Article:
How to Balance Your Hormones and Burn Fat With a Good Nights Sleep


After driving from coast to coast fueled by plenty of strong coffee, we finally made it to sunny Florida. It’s been nice to take my foot off the gas and catch up on some solid shut-eye. Sacrificing sleep is something that “just happens,” but I feel this is a good opportunity to talk about one of the most overlooked subjects in our lifestyle – sleep.

So take a second to ask yourself, “How did I sleep last night?” If the answer isn’t “Awesome!”, then keep reading.

For better or worse, we live in a culture that praises hard work—oodles of it. We idolize those people who never sleep, who seem to thrive on five hours rest followed by a 4am workout, who are always lurching from one huge accomplishment to the next.

But does busier really mean better?


Your night is composed of two parts—NREM (Non-Rapid Eye Movement) sleep, which makes up ¾ of your sleep period; and REM (Rapid Eye Movement) sleep, which occurs in the last ¼ of sleep.

NREM Stages One and Two: You drift between waking and sleeping as you disengage from your surroundings. Your heart rate evens out to a steady, slow beat and your body temperature drops.

NREM Stages Three and Four: This is the deepest, most restorative sleep. Your heart rate is very low, and blood moves to your muscles—repairing and growing new tissue. Hormones are released that are essential to muscle growth, as well as mood and appetite regulation.

REM Stage 5: Your muscles turn off and energy is supplied to your body and brain—this is like recharging your batteries. It provides the focus and energy you need for the following day… and this is also the time when you dream.

REM sleep occurs about 90 minutes after you fall asleep, and then cycles back every 90 minutes or so throughout the night—with longer periods of REM sleep as the cycle progresses.

Most adults should shoot for at least 7 – 9 hours of good quality sleep every night. Alyson and I sleep 8-9 hours just about every night – getting solid shut-eye is honestly one of the highest priorities in our lives.


When sleep is restricted for less than a week, your body stops producing the essential hormones that regulate your appetite. Here are a few of those key players and how their production (or lack thereof) contributes to weight gain:

Cortisol – Normally, cortisol levels drastically decrease at your “regular” bed time, and then slowly increase throughout the sleep cycle so that you wake in the morning feeling energized. However, when you undergo just short of a week’s sleep deprivation, cortisol levels have a hard time coming down at bed time.

This hormonal change leads to insulin resistance. Since insulin is the hormone that regulates how well cells use glucose, resistance to insulin is a major risk factor in developing obesity and diabetes.

Growth Hormone (GH) – The altered rate of GH secretion during periods of sleep deprivation also has an adverse effect on insulin-resistance and glucose tolerance.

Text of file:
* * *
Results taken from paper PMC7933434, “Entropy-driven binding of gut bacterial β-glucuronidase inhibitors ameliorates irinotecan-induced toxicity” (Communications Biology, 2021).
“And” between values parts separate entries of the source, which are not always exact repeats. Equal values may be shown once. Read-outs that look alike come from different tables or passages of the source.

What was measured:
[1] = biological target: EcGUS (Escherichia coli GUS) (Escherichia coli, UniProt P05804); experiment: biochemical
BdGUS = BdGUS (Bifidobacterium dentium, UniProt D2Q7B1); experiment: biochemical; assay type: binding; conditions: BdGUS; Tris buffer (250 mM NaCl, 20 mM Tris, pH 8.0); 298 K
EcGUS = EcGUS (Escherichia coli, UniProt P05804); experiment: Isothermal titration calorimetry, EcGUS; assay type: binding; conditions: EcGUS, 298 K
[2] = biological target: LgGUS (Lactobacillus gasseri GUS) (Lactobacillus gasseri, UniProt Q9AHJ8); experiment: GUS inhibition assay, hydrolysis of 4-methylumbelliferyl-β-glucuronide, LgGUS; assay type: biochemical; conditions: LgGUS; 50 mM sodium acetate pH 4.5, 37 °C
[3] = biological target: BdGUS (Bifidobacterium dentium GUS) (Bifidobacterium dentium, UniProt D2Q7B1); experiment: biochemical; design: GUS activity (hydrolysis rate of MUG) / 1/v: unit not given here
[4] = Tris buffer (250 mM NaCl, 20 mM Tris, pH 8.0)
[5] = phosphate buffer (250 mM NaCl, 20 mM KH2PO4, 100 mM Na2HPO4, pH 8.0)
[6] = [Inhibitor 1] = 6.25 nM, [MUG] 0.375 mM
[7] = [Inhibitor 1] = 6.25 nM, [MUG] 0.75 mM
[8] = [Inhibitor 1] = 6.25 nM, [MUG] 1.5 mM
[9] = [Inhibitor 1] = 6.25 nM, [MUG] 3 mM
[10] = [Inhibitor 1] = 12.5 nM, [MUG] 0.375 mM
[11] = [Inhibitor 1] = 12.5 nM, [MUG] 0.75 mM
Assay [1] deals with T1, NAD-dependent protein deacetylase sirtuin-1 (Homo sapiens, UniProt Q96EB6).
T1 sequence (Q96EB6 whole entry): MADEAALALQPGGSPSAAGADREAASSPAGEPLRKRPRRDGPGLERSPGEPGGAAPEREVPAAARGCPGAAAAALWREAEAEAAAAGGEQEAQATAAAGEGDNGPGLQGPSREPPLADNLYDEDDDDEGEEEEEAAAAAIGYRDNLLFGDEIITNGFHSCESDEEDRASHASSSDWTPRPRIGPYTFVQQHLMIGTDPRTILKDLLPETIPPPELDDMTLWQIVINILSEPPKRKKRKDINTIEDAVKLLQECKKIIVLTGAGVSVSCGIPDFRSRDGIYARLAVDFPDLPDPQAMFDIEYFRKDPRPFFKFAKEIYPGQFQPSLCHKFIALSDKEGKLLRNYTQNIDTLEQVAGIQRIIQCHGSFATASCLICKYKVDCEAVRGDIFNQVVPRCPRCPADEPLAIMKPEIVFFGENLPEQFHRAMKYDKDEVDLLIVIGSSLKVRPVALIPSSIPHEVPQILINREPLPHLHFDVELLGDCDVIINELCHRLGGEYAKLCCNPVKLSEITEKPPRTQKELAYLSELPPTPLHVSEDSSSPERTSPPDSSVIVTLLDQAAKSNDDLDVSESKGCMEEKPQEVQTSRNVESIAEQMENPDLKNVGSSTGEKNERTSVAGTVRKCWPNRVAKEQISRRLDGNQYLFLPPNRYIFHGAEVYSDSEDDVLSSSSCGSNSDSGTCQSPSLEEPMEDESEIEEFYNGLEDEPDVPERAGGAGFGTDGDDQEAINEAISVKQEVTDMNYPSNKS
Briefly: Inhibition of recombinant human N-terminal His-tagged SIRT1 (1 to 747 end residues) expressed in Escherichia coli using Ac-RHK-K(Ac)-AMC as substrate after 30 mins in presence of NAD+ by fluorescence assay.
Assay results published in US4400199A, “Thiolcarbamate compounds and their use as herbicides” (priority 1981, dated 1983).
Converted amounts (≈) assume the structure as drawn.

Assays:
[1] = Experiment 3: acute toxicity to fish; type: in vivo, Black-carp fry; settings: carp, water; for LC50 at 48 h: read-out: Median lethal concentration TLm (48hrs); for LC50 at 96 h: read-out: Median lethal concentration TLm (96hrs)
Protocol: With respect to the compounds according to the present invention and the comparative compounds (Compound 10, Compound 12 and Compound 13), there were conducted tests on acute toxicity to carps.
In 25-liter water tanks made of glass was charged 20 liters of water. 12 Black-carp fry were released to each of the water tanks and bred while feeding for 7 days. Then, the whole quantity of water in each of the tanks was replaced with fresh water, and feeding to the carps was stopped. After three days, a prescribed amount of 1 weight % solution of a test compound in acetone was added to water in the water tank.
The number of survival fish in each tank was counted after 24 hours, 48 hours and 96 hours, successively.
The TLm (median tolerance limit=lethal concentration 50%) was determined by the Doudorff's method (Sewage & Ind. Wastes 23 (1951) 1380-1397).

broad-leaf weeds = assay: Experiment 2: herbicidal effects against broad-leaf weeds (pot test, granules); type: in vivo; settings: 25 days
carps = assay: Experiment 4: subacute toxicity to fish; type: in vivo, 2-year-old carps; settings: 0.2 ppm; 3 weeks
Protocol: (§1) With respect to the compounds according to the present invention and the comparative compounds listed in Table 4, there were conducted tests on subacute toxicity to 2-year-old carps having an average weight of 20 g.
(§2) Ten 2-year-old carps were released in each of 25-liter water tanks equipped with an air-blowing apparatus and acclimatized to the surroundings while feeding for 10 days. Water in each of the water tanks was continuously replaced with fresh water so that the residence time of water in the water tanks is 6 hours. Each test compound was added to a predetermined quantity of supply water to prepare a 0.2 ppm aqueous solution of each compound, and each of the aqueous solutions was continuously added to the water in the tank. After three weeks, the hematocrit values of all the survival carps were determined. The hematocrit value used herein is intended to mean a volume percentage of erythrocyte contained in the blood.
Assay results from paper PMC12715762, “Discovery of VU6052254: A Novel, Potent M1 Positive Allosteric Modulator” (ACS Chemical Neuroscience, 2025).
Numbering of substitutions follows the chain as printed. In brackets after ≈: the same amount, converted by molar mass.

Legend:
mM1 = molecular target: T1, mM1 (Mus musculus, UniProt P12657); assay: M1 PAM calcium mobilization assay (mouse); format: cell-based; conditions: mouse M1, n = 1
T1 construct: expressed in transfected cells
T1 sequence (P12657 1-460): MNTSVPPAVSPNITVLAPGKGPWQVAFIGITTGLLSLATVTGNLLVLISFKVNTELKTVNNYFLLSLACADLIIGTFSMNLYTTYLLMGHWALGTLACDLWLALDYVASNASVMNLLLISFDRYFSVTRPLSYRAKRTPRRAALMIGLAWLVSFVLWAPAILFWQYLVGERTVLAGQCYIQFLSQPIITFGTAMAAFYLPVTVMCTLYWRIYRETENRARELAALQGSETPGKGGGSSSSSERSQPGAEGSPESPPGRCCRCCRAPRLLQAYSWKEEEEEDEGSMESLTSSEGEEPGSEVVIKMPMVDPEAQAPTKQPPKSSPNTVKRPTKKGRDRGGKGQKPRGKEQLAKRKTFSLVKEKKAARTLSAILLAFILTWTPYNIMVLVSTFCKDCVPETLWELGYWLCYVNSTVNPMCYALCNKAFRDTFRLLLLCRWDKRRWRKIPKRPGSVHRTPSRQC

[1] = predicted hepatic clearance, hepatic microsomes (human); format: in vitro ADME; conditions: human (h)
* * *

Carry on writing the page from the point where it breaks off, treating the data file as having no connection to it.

Leptin – Leptin is a hormone release by fat cells as a signal to the brain that you are full. Recent studies in humans reflect what we already knew about animals—those who are sleep deprived are unable to effectively regulate the release of this hormone, which simulates a state of famine accompanied by a marked increase in appetite.

Ghrelin – Ghrelin is like the opposite of leptin—it’s the appetite stimulant… and (surprise!), ghrelin levels jump up when you’re sleep-deprived.

So, to put it simply: Cutting back on sleep sends your cortisol and growth hormones out of whack, decreases leptin production, and increases ghrelin production. This deadly combo leads your body to believe it’s in a state of famine– you become ravenous, gain weight, and predispose yourself to diabetes.


You probably already sort of knew that getting five or six hours of sleep each night isn’t good for you… and now you also know how it makes you gain weight… but you’re frustrated because you just can’t fall asleep!

You toss and turn and wish the sandman would come sprinkle some magic dust in your eyes. But he doesn’t come, and you are left staring at the ceiling.

Here are a few sleep hacks to help you catch more fat-burning, muscle-building, appetite-controlling Z’s.

  • Get some sunshine when you wake up in the morning or early in the day—this will help reset your circadian rhythm, your body’s hormone-production clock.
  • Feast after sunset to kick in the “rest and digest” mode and slow cortisol production. Including wild caught salmon as part of that feast will also help reduce cortisol levels.
  • Avoid caffeine after noon (I stop drinking caffeine after 3pm).
  • Avoid electronics (including television and computers) a couple hours before hitting the sack… and keep them out of your bedroom if possible. If you must be in front of a screen, try blue-blocking optics like Gunnar glasses – I wear them most nights.
  • Keep your bedroom cool and dark to help you slip into deeper sleep faster.
  • Avoid cortisol-spiking processed foods at all costs.
  • Get sun early in the day to normalize your circadian rhythm. I walk the dog or do a quick workout outside in the sun most days.
  • If you still have trouble clearing your mind and getting to sleep, experiment with Melatonin. Start with 1-3 mg about an hour or two before bed. If you don’t notice any effect, be sure to take it before your nightly meal. But be warned, you will be very ready for bed after your meal.

Finally, I urge you to slow down a little bit.

Lay in the hammock, stretch out on the lawn, watch the clouds roll by, people watch on a bench in the park, take up knitting… anything that makes you feel at peace and helps you slow down is time well spent.

If you have a hard time simply doing “nothing,” try some of these restful and restorative activities:

  • Meditation
  • Walking (with or without your dog)
  • Yoga
  • Tai Chi
  • Floating / Taking a Bath
  • Bike riding
  • Reading for pleasure
  • Gardening
  • Playing music

You’ll find that idle time and the time you spend sleeping are not wasted hours. When you sleep well and restore balance to your life, you become more productive in your work and you’re your workouts.

A good night’s sleep and regular time set aside for relaxation work to restore your energy, firm and repair your muscles, sharpen your mind, and help you melt away fat faster.

If you’ve ever wondered why some people seem to shed fat and build muscle with ease while others feverishly exercise and grind day and night, know that those of us who sleep the most get the best results. Sleep well, friends, you deserve it.


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  1. Good post, how about those of us that work grave yards 3-4 days a week. My first work day is on Saturday night starting at 7:30pm. Usually on that day I’m up by 9am, awake all day then all night. Any tips on recovering ony off days?